Brunel Research: Explaining the effect of rapid internationalization on horizontal foreign divestment in the retail sector

Multinational enterprises (MNEs) compete in a fierce global arena. One of the most critical aspects related to their performance, is among others, the speed of internationalisation the adopt, that is how rapidly MNEs expand their foreign operations. Although high speed of internationalisation is important for MNEs in order to leverage first mover advantages and quickly deploy their unique firm-specific capabilities, at the same time the managerial resources needed to execute such a fast-paced internationalization strategy are limited, and to a certain extent, subject to regional availability. As such, firms that grow too rapidly in one period may not only grow more slowly in the subsequent period but may also need to divest some of their operations.

 

The study developed by Dr. Batsakis and his coauthors (Prof. Alex Mohr from WU Vienna and Dr. Zita Stone from the University of Kent) argues that the likelihood of divestment of MNEs’ international operations increases with the speed of firms’ prior international expansion. Given that MNEs are likely to face constraints in terms of quickly deploying managerial resources to new international operations, the study argues that two important factors, namely international experience and regional concentration, can act as “shock absorbers”, thus mitigating the negative effects of the speed of firms’ prior international expansion on the level of foreign divestment.

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Figure: The moderating role of intra-regional international experience on the relationship between intra-regional internationalization speed and intra-regional foreign divestment. (Image source)

Drawing on regional strategy theory and the theory of the growth of the firm (Edith Penrose), the aforementioned arguments are tested using two-stage least squares (2SLS) estimation on panel data that capture the international expansion and divestment of retailers over the period 2003–2012.

 

The article has been published in the Journal of International Business Studies.

 

Dr. Georgios Batsakis is an Assistant Professor of International Business. His research focuses on internationalisation processes and foreign market entry strategies of multinational enterprises. His teaching lies in the areas of international business, strategic management and entrepreneurship. Dr. Batsakis has published in leading international business and general management academic journals, such as the Journal of International Business Studies, Journal of World Business, British Journal of Management, Management International Review, International Business Review, International Marketing Review, Journal of Business Research, among others.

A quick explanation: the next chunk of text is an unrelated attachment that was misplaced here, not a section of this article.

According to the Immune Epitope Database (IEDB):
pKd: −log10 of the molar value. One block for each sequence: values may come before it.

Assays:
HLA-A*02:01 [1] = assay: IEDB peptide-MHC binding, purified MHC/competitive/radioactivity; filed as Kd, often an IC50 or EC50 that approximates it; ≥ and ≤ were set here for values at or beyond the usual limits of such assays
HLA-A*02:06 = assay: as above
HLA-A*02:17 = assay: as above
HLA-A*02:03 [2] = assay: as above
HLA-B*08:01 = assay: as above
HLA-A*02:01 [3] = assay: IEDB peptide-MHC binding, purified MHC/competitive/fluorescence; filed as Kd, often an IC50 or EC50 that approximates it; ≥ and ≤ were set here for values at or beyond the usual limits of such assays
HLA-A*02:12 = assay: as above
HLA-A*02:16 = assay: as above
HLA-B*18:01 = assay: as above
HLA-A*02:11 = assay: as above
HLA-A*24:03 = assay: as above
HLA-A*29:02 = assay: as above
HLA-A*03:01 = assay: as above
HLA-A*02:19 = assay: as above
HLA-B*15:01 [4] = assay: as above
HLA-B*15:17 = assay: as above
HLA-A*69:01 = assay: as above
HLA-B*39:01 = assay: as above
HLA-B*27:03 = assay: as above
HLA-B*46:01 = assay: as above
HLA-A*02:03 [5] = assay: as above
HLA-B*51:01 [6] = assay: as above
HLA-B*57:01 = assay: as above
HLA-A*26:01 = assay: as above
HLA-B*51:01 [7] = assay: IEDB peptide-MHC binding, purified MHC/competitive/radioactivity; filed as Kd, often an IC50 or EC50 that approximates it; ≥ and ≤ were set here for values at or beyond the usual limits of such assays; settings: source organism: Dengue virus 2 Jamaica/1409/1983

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Developmental programme for doctoral students at Brunel Business School

Message from Dr. Dorothy Yen, Director of the Doctoral programme at Brunel Business School

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This year’s Brunel Business School PGR Student Development Programme has just finished.

 

Six PhD students participated in this programme as mentees. They each volunteered 1 hour per week (10 hours in total), during term 1, to shadow and assist their mentors in the delivery of final year project seminars. This experience allowed them to witness how seminars are constructed, and to engage with final year undergraduate students during the seminars.

 

From the feedback that we have received from both staff and PhD students, this programme was a great success, and we will endeavour to run it again as a regular training opportunity for our PGR students.

 

This is a sample of what our PhD students felt that gained from this experience, and how it will help them prepare them for their future higher education career:

The opportunity from participating in this BBS PGR Developmental programme has provide a valuable experience…This experience has enhanced my confidence in the classroom environment, and my ability to utilise the knowledge and research skills that I have gained throughout my PhD study. I have acknowledged the need to develop my communication skills further in order to explain or elaborate the idea clearly, in the sense that it should not only includes theoretical concepts but to combine with practicality…” Theenida Buntornwon.

What I learnt from this experience will help me in my future academic career on few levels. First, after I built a better understanding on assessing the student capabilities, it will help me to design and prepare the most appropriate teaching material based on the student needs and link it to examples from our daily life. Second, it will help me to build a good and professional relation with the students which increase their productivity and the overall outcome from the course. Third, this experience has improved my time management skills for the class and helped me to have better ideas on how to allocate time for each part of the lecture. Finally, this experience will make it much easier for in term of solving unexpected issues in the class.” Ruaa Hasan.

 

Thank you to the colleagues that have kindly offered to act as mentors for PhD students and allowed PhD students to shadow them when delivering final year projects, this year. Namely, Drs. Bidit Dey, Raffaella Valsecchi, Marios Samdanis, Nikolaos Antypas, Monomita Nandy, Sharifah Alwi, and Sankar Sivarajah.

 

More information about our PhD programme is available here.

BBS PhD Symposium Group photo BBS (2) 20 per cent